Metagenome-based analysis of the functional potential of a marine sediment community dominated by ANME-2c
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Methane is the most abundant hydrocarbon in the atmosphere and after CO2; it contributes for 14% of global greenhouse gas emissions. Marine sediments are a large reservoir of methane where approximately 80% of the methane is formed through a biological process known as methanogenesis by methanogenic archaea. Despite the high rates of CH4 production in marine sediments, about 90% of methane flux from sediment is recycled through the microbial process, anaerobic oxidation of methane (AOM) with sulfate. The AOM is catalyzed by uncultivated anaerobic methanotrophic archaea (ANME-1, 2 and 3) which thus have a crucial role regulating the flux of methane from marine environments to the atmosphere. In this study, the functional potential of an ANME2c-dominated sediment horizon at 20-22cm below the seafloor in the G11 pockmark at Nyegga has been investigated using a metagenomic approach. Total DNA was applied to 454-pyrosequencing and 142.8 MB (1001981 sequence reads) sequence information was assembled into 22706 contigs. The assembled contigs were clustered into 4 bins based on multivariate statistics of tetra-nucleotide frequencies combined with the use of interpolated Markov models, using Metawatt binner tool. Three of the metagenomic bins were imported into RAST for annotation. From the bins, genes encoding phylogenetic marker genes, 16S rRNA, Adenylylsulfate reductase (AprAB) and Methyl CoM reductase (Mcr) subunit A (McrA) were extracted. Phylogenetic analysis suggested that metagenomic bin II was of ANME2c and bin I was of Desulfobacteraceae. A complete set of genes encoding enzymes involved in reverse methanogenesis including Coenzyme F420-dependent N5N10-methylene tetrahydromethanopterin reductase (Mer) and Methyl CoM reductase (Mcr) was observed in the ANME2c bin. In the Desulfobacteraceae bin, the enzymes involved in three enzymatic reactions of the dissimilatory sulfate reduction pathway, Sulfate adenylyltransferase (Sat), Adenylylsulfate reductase (AprAB) and Dissimilatory sulfite reductase (DsrABC) were identified. Furthermore, the electron transporter proteins, QmoABC (quinone-interacting membrane-bound oxidoreductase) and DsrMJKOP complexes known to donate electron to AprAB and DsrABC, respectively, were found in this bin. The presence of CO-dehydrogenase/acetyl-CoA synthase (Fd2−red), the key enzyme of acetyl-coenzyme A (CoA) pathway, in the Desulfobacteraceae and ANME-2c bins indicated a potential for CO2 fixation via this pathway in both groups of microorganisms. The obtained data did not reveal any information about substrate spectrum by the Desulfobacteraceae as no genes encoding an uptake hydrogenase, formate dehydrogenase and lactate dehydrogenase were identified. The metagenomic analyses did not support the use of other electron acceptors like nitrate of iron/manganese by the ANME2c population. However, the presence of gene fragments of a nitrogen fixation pathway in methanogenic archaea in the metagenomic data indicated a potential for this process in the community. Altogether, this study has fortified the partnership of ANME-2c and sulfate-reducing bacteria from the Desulfobacteraceae family, and revealed new information about other possible aspects of syntrophy, in addition to the methane oxidation coupled to sulfate reduction, in the Nyegga sediments.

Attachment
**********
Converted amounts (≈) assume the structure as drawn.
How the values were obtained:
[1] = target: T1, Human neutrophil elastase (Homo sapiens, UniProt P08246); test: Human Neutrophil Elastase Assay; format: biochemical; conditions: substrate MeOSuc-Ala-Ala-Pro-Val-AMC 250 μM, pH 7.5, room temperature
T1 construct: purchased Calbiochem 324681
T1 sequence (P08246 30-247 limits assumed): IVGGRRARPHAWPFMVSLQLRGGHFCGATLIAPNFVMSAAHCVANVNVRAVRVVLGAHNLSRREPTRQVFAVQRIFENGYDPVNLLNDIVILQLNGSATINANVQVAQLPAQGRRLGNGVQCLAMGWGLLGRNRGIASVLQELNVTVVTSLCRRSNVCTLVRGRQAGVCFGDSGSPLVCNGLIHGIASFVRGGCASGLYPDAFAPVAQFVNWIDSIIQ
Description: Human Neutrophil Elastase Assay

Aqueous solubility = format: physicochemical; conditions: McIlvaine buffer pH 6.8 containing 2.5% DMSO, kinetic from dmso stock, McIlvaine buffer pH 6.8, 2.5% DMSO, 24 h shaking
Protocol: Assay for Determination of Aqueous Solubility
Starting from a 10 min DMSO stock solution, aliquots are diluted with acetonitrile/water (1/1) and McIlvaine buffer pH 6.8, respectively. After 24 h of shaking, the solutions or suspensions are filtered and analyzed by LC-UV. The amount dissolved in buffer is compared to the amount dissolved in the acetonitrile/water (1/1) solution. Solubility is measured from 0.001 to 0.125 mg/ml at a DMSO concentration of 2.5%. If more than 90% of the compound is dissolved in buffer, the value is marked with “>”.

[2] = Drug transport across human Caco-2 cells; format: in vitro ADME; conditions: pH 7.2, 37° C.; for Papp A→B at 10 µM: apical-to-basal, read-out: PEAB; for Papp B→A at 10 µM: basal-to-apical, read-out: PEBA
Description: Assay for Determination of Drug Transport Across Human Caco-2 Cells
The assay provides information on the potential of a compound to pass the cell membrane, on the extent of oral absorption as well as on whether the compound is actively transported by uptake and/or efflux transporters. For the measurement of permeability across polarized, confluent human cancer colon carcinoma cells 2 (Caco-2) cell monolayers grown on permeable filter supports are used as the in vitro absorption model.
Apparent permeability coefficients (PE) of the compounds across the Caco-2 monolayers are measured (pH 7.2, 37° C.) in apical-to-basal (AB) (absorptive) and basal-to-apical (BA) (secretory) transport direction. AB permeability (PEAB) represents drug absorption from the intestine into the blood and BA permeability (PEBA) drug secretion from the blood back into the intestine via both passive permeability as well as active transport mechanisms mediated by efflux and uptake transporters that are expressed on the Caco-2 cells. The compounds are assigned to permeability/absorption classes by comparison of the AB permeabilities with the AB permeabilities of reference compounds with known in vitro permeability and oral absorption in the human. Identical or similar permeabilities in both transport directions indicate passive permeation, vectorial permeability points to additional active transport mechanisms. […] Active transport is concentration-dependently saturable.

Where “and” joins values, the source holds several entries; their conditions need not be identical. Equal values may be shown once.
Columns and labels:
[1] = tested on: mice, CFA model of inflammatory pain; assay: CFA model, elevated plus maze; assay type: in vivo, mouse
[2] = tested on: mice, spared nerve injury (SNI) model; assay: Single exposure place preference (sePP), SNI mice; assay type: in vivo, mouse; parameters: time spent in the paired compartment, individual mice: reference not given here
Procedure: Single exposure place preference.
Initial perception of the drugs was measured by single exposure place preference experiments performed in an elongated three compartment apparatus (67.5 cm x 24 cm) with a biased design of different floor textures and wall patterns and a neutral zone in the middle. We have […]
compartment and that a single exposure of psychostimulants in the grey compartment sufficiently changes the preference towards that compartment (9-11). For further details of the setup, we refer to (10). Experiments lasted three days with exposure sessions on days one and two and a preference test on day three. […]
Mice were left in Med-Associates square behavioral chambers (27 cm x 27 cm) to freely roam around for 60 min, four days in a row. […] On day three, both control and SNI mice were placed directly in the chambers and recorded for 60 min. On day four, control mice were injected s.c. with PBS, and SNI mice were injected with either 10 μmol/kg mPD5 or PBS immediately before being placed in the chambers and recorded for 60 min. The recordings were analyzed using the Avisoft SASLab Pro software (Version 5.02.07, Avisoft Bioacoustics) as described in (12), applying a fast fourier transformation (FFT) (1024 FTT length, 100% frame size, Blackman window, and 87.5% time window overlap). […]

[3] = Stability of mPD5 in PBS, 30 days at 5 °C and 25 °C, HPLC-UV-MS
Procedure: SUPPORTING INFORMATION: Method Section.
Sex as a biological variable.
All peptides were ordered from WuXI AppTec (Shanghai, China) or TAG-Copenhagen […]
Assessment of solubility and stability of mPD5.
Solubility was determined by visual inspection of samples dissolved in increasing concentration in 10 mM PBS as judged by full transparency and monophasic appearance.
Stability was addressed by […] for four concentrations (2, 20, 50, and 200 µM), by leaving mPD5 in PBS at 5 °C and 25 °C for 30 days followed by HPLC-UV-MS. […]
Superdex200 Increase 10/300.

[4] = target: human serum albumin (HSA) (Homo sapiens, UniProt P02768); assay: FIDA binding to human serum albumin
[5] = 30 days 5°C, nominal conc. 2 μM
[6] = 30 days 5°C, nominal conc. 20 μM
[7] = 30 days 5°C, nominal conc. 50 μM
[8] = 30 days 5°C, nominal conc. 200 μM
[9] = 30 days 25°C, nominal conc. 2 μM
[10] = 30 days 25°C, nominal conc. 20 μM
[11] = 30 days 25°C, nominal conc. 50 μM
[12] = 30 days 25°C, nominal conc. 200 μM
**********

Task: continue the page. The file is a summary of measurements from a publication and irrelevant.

PublisherThe University of Bergen
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